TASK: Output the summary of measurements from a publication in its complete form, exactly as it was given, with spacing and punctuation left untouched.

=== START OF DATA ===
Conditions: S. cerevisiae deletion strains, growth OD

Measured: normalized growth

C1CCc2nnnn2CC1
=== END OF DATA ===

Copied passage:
Conditions: S. cerevisiae deletion strains, growth OD

Measured: normalized growth

C1CCc2nnnn2CC1